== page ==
Posted July 10, 2019
David Morgenroth, M.D., VA Puget Sound Health Care System, University of Washington, and Seattle Institute for Biomedical and Clinical Research, Seattle, WA
Dr. David Morgenroth
As the recipient of a Fiscal Year 2015 Prosthetics Outcomes Research – Funding Level 2 Award, Dr. David Morgenroth and his team are seeking to improve the mobility of individuals with lower limb amputation by optimizing the process of prescribing prosthetic feet. They are studying a patient-centered “test-drive” strategy to improve prosthetic foot prescription using a customizable, robotic prosthetic foot that mimics the mechanical properties of commercially available prosthetic feet through software control. This “prosthetic foot emulator” can provide individuals with leg amputations the opportunity to “test-drive” many prosthetic foot designs within a single test session. Study participants are given a chance to walk under a variety of environmental terrains including slopes, stairs, and on flat ground at different speeds. After laboratory testing, participants wear each of the actual prosthetic feet for normal activity for 2 weeks and return to the laboratory for re-evaluation. The study will compare mobility measures and users’ preference for emulated feet to their mobility measures and preference for the actual prosthetic to ensure that the emulation is accurately capturing the experience of wearing and using commercial feet. By allowing patients a chance to offer valuable experiential feedback during the prescription process, this study has the potential to provide meaningful benefit to clinicians, as well as to Service members and Veterans with leg amputations. Patients who are engaged in medical decision making are known to have better outcomes; allowing patients to participate and offer experiential feedback during the prosthetic foot prescription process, using either the emulator or a brief trial of commercial prosthetic feet, has great potential to enable increased patient satisfaction, walking ability, and achievement of functional goals.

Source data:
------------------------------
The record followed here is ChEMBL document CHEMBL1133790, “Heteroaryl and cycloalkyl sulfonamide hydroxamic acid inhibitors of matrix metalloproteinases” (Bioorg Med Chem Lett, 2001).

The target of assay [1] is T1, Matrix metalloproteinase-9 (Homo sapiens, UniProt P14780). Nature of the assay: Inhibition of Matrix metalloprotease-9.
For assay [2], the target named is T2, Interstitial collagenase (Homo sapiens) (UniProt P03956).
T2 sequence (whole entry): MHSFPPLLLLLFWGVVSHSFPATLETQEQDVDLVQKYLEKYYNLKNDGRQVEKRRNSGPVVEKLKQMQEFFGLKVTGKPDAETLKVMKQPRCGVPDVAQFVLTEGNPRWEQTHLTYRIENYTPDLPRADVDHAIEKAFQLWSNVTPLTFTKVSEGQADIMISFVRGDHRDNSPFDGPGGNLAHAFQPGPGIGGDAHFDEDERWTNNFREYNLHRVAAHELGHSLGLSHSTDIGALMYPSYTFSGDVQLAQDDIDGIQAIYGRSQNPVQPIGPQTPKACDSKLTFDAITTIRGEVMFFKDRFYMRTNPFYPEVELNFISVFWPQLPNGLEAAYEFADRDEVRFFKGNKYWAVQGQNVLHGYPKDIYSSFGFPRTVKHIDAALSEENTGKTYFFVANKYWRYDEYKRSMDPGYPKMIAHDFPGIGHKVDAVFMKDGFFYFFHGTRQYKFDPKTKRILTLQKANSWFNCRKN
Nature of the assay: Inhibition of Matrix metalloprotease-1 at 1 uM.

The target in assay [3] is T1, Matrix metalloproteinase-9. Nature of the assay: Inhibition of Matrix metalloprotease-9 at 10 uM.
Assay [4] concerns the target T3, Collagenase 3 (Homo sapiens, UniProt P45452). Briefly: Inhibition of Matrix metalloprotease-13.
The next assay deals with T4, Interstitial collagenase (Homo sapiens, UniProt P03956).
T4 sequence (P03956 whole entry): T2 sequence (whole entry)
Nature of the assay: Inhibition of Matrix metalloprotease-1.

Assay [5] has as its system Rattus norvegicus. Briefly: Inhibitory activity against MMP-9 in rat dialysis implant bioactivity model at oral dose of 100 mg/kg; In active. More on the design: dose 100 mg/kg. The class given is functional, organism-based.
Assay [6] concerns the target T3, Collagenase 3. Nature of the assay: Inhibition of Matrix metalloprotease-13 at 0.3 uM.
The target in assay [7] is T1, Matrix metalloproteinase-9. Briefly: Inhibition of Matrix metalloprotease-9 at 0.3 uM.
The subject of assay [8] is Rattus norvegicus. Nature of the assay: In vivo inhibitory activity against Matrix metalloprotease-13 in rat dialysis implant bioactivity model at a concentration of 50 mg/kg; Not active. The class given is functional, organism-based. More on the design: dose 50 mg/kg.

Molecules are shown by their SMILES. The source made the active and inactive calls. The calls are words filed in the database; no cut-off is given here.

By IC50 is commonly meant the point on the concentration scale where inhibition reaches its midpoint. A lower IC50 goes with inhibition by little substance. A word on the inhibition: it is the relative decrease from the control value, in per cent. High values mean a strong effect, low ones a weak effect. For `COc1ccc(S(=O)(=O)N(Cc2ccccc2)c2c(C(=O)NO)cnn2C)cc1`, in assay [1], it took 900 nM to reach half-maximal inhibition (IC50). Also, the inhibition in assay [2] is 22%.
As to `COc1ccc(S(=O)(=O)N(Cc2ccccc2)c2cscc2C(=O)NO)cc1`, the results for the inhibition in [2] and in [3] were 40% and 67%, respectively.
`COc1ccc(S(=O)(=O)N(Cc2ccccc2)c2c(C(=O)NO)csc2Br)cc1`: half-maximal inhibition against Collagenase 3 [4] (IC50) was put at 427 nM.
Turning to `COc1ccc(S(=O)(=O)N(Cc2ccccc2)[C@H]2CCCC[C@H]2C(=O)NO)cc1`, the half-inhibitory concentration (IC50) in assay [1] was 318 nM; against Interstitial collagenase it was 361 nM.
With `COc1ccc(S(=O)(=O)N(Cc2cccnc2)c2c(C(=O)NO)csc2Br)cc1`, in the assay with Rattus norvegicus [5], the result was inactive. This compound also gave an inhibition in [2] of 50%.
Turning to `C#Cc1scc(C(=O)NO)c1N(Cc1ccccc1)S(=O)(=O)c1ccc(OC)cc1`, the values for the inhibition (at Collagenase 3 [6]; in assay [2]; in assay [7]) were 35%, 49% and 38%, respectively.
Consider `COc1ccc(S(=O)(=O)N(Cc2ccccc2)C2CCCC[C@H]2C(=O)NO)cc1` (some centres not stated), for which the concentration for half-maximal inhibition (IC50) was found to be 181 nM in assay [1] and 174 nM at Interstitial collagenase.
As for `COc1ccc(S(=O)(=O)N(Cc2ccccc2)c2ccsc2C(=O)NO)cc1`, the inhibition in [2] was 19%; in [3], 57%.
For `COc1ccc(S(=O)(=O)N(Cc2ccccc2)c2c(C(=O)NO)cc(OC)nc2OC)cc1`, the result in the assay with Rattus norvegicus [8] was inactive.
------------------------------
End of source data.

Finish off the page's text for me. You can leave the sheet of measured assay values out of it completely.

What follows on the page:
Figure 1: The panel on the left is a schematic representation of the prosthetic foot emulator, including the experimenter interface, prosthesis controller, prosthesis end-effector, transmission and tether, and actuator unit with drive pulley, servo drive and servo motor. The panel on the right is a photograph of the prosthesis end effector worn by an individual with a below-knee amputation.
Last updated Tuesday, July 9, 2019